Technology firms wowed us in 2011, delivering tablets, ultrathin laptops, innovative cloud services, and voice command digital assistants. Not so long ago, the technology underlying these products was nothing more than research and development projects. So, in an effort to peek into our not-so-distant tech future, here’s a glimpse at ten promising projects percolating in tech research labs.
I’ll take you behind the scenes at Microsoft, IBM, and university labs where researchers are experimenting with a range of fascinating technology that may appear in future consumer products. Look forward to 3D images you can “touch,” touchscreens that get sticky, robotic astronauts, and — yes — even flying cars.
Scientists at Microsoft Research, a global R&D arm of Microsoft with 300 researchers and engineers, are working on a project called HoloDesk that lets your hands interact with three-dimensional virtual objects.
The device uses an overhanging screen to project a 2D image through a beam splitter into the viewing area. A user’s hands and face are tracked via Microsoft’s Xbox Kinect technology and a webcam, to help keep the holographic illusion in sync with the user’s physical spatial relationship to the viewing area.
Named after the fictional simulated reality facility on the TV show Star Trek: The Next Generation, Microsoft’s version of the HoloDesk is designed to deliver holographic-based board games, remote collaboration tools, and advances in telepresence.
You can check out more details in the video.
Another Microsoft Research project called PocketTouch is being developed with the goal of enabling users to manipulate a touch device through clothing and other materials. The idea with PockTouch is that you could use finger gestures to control the cell phone in your pants pocket. With a flick of a finger, you could send a call to voice mail, skip a song playing on the phone, or send canned text replies to inbound messages.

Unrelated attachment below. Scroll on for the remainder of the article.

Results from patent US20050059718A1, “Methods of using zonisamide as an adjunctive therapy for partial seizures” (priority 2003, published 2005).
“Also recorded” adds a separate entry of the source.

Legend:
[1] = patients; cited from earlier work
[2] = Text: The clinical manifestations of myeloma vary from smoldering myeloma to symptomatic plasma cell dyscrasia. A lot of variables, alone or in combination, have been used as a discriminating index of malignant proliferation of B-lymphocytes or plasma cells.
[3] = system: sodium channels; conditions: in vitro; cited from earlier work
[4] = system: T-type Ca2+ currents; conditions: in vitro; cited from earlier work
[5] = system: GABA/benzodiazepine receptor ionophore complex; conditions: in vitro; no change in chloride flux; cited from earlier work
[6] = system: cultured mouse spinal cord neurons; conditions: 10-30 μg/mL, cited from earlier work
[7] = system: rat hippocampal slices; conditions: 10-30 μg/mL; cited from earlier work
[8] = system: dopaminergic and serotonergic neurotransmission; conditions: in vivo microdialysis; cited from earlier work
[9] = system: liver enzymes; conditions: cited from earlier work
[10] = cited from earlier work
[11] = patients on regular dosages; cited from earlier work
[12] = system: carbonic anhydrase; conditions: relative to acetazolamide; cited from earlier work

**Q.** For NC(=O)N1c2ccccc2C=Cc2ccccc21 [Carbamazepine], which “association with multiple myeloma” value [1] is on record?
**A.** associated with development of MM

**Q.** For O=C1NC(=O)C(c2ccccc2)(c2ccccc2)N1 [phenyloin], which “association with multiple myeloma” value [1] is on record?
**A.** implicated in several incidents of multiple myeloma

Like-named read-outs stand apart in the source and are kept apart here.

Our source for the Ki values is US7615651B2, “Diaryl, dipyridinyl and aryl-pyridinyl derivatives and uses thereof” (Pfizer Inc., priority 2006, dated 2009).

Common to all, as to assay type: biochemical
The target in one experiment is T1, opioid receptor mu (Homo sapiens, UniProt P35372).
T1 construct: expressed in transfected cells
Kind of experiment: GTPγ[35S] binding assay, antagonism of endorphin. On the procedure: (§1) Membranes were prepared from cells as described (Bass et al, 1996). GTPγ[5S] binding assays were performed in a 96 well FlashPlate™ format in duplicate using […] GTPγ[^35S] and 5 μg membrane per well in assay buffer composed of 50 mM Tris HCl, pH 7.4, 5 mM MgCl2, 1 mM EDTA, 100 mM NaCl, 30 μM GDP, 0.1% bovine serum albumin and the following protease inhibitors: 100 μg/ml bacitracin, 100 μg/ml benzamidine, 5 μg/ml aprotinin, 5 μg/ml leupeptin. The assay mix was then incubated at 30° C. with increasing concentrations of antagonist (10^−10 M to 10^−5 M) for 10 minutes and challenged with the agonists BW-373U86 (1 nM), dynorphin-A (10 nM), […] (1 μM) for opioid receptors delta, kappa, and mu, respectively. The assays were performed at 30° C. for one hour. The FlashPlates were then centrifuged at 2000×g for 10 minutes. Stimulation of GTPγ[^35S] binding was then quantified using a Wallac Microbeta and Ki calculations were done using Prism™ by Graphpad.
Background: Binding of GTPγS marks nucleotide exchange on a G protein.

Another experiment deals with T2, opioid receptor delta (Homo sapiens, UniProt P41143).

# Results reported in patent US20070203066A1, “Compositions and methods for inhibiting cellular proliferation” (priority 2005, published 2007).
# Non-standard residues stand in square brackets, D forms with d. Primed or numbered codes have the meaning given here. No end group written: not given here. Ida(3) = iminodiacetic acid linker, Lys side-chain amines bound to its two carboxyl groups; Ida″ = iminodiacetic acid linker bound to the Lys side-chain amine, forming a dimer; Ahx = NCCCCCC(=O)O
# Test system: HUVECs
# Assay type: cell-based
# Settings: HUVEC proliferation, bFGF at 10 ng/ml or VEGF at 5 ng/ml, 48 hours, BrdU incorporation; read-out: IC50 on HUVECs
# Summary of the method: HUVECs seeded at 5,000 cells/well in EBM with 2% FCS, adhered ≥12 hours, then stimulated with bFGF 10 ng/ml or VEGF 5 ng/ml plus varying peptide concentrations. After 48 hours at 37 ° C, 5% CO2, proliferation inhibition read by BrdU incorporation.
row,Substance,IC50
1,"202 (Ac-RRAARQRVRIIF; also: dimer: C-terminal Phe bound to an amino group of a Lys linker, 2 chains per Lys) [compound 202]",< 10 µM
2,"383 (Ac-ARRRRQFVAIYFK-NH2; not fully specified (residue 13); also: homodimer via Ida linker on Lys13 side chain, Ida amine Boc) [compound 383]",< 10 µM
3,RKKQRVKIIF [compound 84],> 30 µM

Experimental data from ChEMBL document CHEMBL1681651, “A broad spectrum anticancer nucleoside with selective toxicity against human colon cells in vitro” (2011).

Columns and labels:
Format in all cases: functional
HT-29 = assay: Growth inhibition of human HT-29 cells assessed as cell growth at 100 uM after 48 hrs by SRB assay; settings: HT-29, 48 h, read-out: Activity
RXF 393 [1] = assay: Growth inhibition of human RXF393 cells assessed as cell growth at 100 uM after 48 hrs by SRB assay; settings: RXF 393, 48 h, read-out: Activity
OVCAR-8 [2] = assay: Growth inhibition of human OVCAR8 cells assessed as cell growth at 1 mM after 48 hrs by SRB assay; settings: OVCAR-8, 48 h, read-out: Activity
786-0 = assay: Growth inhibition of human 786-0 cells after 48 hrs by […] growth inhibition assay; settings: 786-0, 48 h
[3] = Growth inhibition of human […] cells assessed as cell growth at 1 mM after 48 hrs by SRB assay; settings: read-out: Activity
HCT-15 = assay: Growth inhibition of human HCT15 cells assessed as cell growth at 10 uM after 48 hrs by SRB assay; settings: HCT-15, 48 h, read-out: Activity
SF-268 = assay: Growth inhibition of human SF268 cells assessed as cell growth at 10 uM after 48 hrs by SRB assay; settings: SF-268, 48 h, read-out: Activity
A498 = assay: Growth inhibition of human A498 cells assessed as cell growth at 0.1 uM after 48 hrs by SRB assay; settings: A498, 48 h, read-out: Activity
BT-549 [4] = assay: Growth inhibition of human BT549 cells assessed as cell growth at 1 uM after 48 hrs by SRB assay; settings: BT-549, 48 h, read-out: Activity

PocketTouch technology uses a capacitive sensor mounted on the back of your touch device that Microsoft says lets you navigate your pocketed phone using gestures without ever having to remove it from its case.
PocketTouch is currently in an early development phase, and, as you can see from the video, it is not yet user friendly.
Another Microsoft Research project, Vermeer, centers around 3D images that respond to touch. Vermeer uses two facing parabolic mirrors to create a glasses-free 3D image that you can touch.
In Microsoft’s demonstration video, Vermeer projects an image of a person that moves when “touched” by a finger. Microsoft says it creates Vermeer using 2880 images per second with a refresh rate of 15 frames per second. And just like the HoloDesk, Vermeer also uses a Kinect camera to track the user’s fingertips as they interact with the virtual image.
The most famous research project of 2011 is IBM’s Watson, a super computer designed to use artificial intelligence to play the TV game show Jeopardy by processing natural language queries. After thrashing its human opponents on television in February, Watson was routed to more practical applications.
Now, Watson provides its artificial intelligence to help doctors decide on optimal treatments for cancer patients. Watson parses data comparing symptoms with cures, and finds the most effective treatment for individuals.
What’s next for Watson? IBM is turning Watson’s attention to the business world where the technology is being used to conduct real-time analytics for financial institutions and also to spot fraud within large bureaucracies.